Have you ever whispered to yourself, “I never thought I would be that parent” when facing certain situations? In the last couple of weeks, I’ve caught myself saying this, especially when my husband set up the play tent we acquired for our ten-month-old. Our ‘never spoil’ mission being thrown out the window almost immediately.

What caught me off guard was going back to work. For months I’ve been battling the notion that I will not be my daughters sole caretaker anymore, and it’s been daunting. I’ve weighed the pros and cons numerous times, going back to work ticked off boxes in all categories, so why do I feel guilty?

Due to COVID-19, my entire team is working from home with no real date as to when we will be physically back in the office. Since I am home, I have taken over the dual office I share with my husband and am revamping my station to support my workload’s technical aspects.
My husband, who’s been off work for months now, has taken full reign over our Daughters schedule with her grandmother taking her twice a week.

My first day back, my daughter wasn’t here, and I wasn’t able to login to anything, it almost felt like a ‘day off’ from everything. I didn’t feel bad or guilty; I thought I had it under control. It was only the second day when both my husband and daughter were downstairs, and I heard her giggle that the waterworks showed up. I am glad I didn’t have a virtual meeting for others to see how much I missed my daughter.

She’s right downstairs though, how can you miss her?!

There is so much that I miss.
I miss being the first person that she sees whenever she wakes up.
I miss talking to her about our day and what I had planned.
I miss our daily walks.
I miss teaching her how to climb stairs, cruise and/or walk.
I miss being the one making her giggle like an idiot.

I went from undivided attention to a working mom, thinking my daughter would have an issue with it, but it’s only me. I never thought that I would miss every aspect of being a stay-at-home parent, but I do (ok, not ALL aspects, I can do without the constant cleaning!)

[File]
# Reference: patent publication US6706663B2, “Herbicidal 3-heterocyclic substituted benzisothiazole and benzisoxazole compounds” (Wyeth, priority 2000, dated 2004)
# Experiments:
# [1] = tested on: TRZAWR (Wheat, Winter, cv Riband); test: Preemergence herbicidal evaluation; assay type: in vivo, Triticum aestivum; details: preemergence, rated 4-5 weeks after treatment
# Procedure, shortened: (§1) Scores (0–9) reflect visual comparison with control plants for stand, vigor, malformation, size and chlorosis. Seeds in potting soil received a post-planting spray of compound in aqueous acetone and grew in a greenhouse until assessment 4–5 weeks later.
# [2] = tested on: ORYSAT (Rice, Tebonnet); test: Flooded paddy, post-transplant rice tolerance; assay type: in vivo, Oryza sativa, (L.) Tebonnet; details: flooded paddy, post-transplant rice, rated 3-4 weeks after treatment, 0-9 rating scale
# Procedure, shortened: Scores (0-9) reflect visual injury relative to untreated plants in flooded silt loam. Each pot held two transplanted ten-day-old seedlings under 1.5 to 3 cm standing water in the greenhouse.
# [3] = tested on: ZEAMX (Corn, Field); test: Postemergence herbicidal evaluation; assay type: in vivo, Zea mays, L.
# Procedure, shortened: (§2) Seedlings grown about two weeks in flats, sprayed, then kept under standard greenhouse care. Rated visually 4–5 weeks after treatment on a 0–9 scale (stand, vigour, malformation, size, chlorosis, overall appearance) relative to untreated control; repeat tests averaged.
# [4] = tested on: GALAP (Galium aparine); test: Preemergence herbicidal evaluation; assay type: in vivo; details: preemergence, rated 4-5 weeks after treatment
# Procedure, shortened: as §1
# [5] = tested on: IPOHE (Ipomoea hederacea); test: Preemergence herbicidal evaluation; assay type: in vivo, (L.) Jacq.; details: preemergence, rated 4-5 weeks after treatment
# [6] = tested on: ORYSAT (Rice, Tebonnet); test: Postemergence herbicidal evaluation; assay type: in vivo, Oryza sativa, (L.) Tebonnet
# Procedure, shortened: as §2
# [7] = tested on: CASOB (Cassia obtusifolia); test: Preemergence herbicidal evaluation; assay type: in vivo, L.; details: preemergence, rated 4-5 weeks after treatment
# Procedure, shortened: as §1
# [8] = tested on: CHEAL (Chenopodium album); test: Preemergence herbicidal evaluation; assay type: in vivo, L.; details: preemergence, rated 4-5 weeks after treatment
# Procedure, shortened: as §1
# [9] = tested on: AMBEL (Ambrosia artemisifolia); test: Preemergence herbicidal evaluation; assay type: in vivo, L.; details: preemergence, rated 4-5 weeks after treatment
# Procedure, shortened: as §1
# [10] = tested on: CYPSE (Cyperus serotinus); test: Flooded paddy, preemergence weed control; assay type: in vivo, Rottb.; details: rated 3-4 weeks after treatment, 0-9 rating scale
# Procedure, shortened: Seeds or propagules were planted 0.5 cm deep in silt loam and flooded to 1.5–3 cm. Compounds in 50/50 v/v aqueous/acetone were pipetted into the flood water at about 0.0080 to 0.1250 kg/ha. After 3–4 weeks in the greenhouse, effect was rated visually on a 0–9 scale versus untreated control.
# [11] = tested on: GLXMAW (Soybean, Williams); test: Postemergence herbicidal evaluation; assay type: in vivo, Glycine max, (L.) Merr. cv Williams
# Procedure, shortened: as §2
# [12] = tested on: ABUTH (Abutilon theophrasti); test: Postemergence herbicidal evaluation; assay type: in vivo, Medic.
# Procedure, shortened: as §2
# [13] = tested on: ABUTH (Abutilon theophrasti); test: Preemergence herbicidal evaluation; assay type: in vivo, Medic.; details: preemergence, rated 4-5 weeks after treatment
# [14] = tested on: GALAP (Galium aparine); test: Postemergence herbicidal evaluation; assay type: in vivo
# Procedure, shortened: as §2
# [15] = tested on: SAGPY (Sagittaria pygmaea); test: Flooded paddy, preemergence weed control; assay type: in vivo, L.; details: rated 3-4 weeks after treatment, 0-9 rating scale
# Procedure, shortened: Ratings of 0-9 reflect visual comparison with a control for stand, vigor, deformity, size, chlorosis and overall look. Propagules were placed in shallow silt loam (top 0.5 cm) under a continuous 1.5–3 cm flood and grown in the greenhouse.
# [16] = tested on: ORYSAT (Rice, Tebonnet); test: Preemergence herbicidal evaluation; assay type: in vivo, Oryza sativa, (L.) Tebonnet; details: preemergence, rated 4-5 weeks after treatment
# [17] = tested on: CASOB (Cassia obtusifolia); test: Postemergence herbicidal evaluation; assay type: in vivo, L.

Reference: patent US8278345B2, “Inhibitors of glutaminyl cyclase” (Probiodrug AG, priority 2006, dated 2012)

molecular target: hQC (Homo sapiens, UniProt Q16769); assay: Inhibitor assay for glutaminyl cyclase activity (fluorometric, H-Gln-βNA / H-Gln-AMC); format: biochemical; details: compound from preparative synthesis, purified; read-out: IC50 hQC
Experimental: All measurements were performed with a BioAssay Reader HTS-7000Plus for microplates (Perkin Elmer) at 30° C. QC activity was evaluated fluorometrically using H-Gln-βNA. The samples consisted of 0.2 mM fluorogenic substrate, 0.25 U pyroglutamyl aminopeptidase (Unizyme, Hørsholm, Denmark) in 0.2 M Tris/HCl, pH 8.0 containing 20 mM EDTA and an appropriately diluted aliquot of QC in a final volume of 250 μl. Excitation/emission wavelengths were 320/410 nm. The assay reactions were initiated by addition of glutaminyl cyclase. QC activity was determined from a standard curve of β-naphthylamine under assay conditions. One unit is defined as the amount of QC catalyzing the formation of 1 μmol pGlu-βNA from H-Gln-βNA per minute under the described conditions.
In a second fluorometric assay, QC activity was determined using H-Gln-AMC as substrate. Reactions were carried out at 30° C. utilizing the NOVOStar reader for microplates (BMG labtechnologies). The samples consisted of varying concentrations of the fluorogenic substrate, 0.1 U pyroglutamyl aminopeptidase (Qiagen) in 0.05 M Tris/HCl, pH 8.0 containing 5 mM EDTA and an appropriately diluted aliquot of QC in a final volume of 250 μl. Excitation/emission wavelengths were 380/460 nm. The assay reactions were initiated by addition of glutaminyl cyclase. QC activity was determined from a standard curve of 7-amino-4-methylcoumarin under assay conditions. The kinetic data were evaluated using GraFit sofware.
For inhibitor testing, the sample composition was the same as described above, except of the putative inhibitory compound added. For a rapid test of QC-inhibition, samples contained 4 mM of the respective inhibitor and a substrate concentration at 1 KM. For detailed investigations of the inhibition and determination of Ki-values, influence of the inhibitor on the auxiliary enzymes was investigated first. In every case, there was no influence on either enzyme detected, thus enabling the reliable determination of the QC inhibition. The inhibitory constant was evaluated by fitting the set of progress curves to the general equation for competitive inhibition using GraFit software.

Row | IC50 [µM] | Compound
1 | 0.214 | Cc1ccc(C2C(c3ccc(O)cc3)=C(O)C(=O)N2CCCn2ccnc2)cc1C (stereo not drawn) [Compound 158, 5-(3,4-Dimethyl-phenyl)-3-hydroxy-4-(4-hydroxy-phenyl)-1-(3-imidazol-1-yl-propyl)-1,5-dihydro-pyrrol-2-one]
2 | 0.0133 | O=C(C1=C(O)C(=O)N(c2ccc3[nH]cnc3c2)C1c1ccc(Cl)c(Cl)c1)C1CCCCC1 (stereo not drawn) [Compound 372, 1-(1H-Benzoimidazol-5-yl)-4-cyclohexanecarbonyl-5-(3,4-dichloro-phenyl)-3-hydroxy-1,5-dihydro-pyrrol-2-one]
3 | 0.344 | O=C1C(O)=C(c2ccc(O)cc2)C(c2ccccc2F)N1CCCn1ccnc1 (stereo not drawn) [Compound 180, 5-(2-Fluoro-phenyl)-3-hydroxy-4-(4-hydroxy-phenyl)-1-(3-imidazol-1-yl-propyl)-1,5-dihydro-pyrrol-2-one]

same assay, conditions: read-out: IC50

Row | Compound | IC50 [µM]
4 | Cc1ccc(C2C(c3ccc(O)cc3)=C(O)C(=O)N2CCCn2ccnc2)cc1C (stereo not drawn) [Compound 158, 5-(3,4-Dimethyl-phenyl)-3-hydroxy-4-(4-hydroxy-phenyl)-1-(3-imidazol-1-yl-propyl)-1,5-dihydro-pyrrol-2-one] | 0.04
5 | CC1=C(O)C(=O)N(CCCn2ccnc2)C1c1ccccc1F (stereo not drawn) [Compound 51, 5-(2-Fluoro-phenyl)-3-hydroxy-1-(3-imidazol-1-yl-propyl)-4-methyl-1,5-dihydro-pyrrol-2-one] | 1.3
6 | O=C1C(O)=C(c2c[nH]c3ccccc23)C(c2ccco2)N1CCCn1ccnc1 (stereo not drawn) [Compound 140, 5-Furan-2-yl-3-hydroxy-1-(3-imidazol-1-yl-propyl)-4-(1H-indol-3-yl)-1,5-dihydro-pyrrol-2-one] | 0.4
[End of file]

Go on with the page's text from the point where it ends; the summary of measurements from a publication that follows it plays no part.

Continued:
My anxiety has been flaring up on top of this new adjustment, and I am overthinking the moments and milestones that I will miss. I’ve already missed her initial crawling, and it seems like any day now she’ll start cruising between our furniture without our help. I know that it’s impossible to be there for everything, and it seems silly to get upset over things that haven’t happened yet. What can I say? Having anxiety is a full-time gig, and I am the CEO.

Now that we’re adjusting to our new normal, I know that I can do a better job of managing my anxiety. First and foremost, I need to maintain a balanced lifestyle. We’re all currently working on this as a family, but I know I need a better diet & exercise. With the 1 pound I lost this week, it’s motivation to continue with the crap I’ve cut out while figuring out how to get moving.

It might take some time to adjust to not being with my daughter constantly, but I know she is in good hands with her Dad/Grandmother, and I’m thankful for that.